I wrote a blog post earlier in the week, and I liked it; it made me laugh. It was about playing a computer game, how maddening it was, and my continual reaction to the game. The game is, after all, what I choose to do when I don’t want to write. The post would have fit in with my blog theme.

I ran the idea for the post by my husband and asked, “What if some day my books take off. (Don’t laugh! Stranger things have happened.) What if someday Susan Hunter is known to an audience? Do I really want someone coming back through my blog and reading this type of post?”

We both agreed it needed to hit the trash can. Just as I don’t share the negative, depressing things that might creep into our lives at times, I don’t want to share the more crass side that raises its head every now and then – no matter how funny it may be. There are certain aspects of our lives that aren’t necessary to my developing brand, and I realize I don’t want them creeping in.

Are you cautious while developing your brand? Do you behave – or not?

Blogging Freaks Me Out

In a few days, I’ll have been blogging for a month. I think I like it. There are some things that freak me out though.

I liked it when there were less than twenty visitors to my blog each day. Just a few people peeking in to see what I was doing while I try to write and publish a few books. I sort of panicked when 52 people showed up one day this week. Yikes! Where did they come from? And why?

My mind went on a freak out thinking that the new visitors were other authors shaking their heads. Who in their right mind would write three books in two months and then think they were good enough to publish? … Well, I guess I did.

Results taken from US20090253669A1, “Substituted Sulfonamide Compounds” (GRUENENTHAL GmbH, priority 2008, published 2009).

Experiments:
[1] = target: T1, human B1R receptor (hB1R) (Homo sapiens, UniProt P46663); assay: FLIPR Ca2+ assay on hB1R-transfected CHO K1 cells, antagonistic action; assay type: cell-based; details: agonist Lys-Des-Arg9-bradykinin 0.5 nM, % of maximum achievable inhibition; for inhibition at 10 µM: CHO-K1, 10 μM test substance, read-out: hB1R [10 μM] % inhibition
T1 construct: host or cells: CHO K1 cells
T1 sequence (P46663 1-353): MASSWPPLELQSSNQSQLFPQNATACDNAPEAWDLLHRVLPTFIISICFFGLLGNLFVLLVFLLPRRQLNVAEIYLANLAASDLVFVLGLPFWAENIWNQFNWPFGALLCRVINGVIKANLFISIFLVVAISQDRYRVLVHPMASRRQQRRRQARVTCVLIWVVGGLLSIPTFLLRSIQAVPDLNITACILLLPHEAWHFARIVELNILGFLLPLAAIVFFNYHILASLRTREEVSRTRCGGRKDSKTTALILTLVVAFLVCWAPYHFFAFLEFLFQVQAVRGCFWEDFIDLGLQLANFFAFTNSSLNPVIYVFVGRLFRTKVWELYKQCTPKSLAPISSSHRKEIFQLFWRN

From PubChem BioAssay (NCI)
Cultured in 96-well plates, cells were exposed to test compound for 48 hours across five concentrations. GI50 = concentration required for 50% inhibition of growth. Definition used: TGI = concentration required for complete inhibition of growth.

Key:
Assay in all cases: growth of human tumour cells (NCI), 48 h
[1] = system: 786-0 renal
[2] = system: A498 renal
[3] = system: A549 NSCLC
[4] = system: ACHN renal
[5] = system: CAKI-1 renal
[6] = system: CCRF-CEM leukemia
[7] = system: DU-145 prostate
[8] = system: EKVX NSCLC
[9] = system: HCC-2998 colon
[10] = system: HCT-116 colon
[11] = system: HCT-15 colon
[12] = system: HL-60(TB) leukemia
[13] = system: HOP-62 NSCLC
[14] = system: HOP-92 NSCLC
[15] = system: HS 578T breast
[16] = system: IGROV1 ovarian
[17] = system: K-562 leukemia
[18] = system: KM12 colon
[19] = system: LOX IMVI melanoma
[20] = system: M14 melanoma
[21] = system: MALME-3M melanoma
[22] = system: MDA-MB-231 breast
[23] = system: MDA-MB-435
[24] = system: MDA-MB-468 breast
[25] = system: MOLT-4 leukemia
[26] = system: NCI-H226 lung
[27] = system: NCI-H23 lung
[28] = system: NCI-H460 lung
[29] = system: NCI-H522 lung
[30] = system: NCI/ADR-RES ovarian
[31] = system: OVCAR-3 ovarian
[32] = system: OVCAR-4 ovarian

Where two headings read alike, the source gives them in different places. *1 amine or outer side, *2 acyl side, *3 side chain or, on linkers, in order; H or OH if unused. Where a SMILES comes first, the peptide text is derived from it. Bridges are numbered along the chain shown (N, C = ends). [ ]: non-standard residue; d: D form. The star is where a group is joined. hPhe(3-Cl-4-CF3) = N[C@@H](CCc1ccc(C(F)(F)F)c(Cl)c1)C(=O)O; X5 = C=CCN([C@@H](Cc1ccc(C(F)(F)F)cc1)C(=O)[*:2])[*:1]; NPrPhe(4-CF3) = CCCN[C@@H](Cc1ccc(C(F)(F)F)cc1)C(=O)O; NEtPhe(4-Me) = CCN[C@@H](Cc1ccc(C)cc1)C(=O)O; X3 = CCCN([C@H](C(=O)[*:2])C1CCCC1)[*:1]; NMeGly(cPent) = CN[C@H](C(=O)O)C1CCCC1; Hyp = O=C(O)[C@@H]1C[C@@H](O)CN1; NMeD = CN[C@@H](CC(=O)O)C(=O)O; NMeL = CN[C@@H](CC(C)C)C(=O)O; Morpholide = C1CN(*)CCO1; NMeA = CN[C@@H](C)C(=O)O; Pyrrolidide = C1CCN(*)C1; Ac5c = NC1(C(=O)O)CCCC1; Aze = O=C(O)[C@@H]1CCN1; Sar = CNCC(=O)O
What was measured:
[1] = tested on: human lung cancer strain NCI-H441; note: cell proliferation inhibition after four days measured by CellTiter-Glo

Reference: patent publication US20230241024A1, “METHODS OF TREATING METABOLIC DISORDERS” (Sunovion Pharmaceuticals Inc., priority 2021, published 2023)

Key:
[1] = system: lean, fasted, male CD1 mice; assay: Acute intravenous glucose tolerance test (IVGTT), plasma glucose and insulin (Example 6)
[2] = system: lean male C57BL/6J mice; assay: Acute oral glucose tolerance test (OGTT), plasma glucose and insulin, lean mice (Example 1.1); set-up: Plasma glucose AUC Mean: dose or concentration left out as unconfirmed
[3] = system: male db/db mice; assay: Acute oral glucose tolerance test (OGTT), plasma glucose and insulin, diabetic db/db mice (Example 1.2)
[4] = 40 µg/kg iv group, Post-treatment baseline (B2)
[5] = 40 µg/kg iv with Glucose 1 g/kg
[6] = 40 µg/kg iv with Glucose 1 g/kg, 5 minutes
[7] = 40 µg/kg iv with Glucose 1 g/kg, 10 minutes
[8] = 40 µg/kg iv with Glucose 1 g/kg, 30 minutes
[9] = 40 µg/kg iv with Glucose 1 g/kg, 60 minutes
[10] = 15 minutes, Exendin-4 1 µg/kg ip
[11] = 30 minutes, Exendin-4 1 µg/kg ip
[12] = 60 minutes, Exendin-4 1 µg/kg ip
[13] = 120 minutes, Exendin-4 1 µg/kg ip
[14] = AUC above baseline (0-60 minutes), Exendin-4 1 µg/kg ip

People spend years honing their craft and agonizing over their words wanting to put out the very best work possible. I understand that, but when I found the Smashwords site, something went off inside me, and it just came out – three books in two months. I had to do it, and I had to publish them. When I look at my books on my Nook, it delights me to no end. And the fact that the few people I know who have read the books liked them; well, it’s just that much nicer.

I’ve been visiting other blogs and enjoying the time spent blog-hopping. I love fashion, photography, music, books, poetry, and so much other stuff. I find myself following people as they lose weight. I’m sad for people who share their struggles and wish I could hug them. I love the humorous blogs. This is a wonderful new world. I’ve purchased two books from indie writers. I want to put my money where my mouth is and help others who are finding their way as well. I won’t really stop following authors; there’s a lot to learn from them.

I was nominated for an award by lightningpen. I was kind of embarrassed, and didn’t really know what to think about it. I didn’t mean to ignore you, kind blogger, but I was so new to blogging and didn’t have a clue who else to nominate. I don’t understand everything about the blogging community yet, and I may revisit that nomination one day (unless it has an expiration date).

So, even though I’m not really comfortable yet with blogging, and there are days when it freaks me out, I’m pretty sure I like it and will keep plodding on for a while.